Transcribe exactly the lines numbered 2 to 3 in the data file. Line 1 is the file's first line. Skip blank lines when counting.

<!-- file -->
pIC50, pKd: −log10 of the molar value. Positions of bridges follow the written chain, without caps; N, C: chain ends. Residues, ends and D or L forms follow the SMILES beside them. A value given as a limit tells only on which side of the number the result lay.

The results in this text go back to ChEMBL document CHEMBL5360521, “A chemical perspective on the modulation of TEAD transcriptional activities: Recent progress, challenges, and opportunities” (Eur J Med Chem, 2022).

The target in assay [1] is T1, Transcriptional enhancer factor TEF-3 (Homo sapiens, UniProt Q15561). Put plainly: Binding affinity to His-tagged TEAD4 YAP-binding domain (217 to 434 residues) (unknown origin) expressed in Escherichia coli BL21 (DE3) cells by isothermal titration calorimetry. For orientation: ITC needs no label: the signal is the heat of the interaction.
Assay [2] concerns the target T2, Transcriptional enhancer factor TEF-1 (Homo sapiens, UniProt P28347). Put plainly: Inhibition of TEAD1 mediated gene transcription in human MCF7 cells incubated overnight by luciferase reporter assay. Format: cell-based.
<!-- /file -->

The results in this text go back to ChEMBL document CHEMBL5360521, “A chemical perspective on the modulation of TEAD transcriptional activities: Recent progress, challenges, and opportunities” (Eur J Med Chem, 2022).

The target in assay [1] is T1, Transcriptional enhancer factor TEF-3 (Homo sapiens, UniProt Q15561). Put plainly: Binding affinity to His-tagged TEAD4 YAP-binding domain (217 to 434 residues) (unknown origin) expressed in Escherichia coli BL21 (DE3) cells by isothermal titration calorimetry. For orientation: ITC needs no label: the signal is the heat of the interaction.